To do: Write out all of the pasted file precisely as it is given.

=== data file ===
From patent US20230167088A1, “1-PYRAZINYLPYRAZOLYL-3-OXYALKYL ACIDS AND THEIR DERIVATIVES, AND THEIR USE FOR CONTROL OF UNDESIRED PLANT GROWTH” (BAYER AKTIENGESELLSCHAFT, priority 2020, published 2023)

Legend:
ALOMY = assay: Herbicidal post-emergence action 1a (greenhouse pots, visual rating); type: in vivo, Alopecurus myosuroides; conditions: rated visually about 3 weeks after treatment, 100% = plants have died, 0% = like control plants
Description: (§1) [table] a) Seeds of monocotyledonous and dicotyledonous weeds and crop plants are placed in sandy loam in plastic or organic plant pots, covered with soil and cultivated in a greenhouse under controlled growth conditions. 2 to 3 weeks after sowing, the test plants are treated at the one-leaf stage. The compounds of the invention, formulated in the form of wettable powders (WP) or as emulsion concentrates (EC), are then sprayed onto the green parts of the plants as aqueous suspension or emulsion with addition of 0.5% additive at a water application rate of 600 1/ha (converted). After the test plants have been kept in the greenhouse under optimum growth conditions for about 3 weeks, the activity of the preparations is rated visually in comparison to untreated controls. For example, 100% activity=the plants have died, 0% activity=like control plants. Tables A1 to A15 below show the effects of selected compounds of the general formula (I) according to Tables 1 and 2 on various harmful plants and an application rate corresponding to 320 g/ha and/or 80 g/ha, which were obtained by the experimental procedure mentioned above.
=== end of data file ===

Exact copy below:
From patent US20230167088A1, “1-PYRAZINYLPYRAZOLYL-3-OXYALKYL ACIDS AND THEIR DERIVATIVES, AND THEIR USE FOR CONTROL OF UNDESIRED PLANT GROWTH” (BAYER AKTIENGESELLSCHAFT, priority 2020, published 2023)

Legend:
ALOMY = assay: Herbicidal post-emergence action 1a (greenhouse pots, visual rating); type: in vivo, Alopecurus myosuroides; conditions: rated visually about 3 weeks after treatment, 100% = plants have died, 0% = like control plants
Description: (§1) [table] a) Seeds of monocotyledonous and dicotyledonous weeds and crop plants are placed in sandy loam in plastic or organic plant pots, covered with soil and cultivated in a greenhouse under controlled growth conditions. 2 to 3 weeks after sowing, the test plants are treated at the one-leaf stage. The compounds of the invention, formulated in the form of wettable powders (WP) or as emulsion concentrates (EC), are then sprayed onto the green parts of the plants as aqueous suspension or emulsion with addition of 0.5% additive at a water application rate of 600 1/ha (converted). After the test plants have been kept in the greenhouse under optimum growth conditions for about 3 weeks, the activity of the preparations is rated visually in comparison to untreated controls. For example, 100% activity=the plants have died, 0% activity=like control plants. Tables A1 to A15 below show the effects of selected compounds of the general formula (I) according to Tables 1 and 2 on various harmful plants and an application rate corresponding to 320 g/ha and/or 80 g/ha, which were obtained by the experimental procedure mentioned above.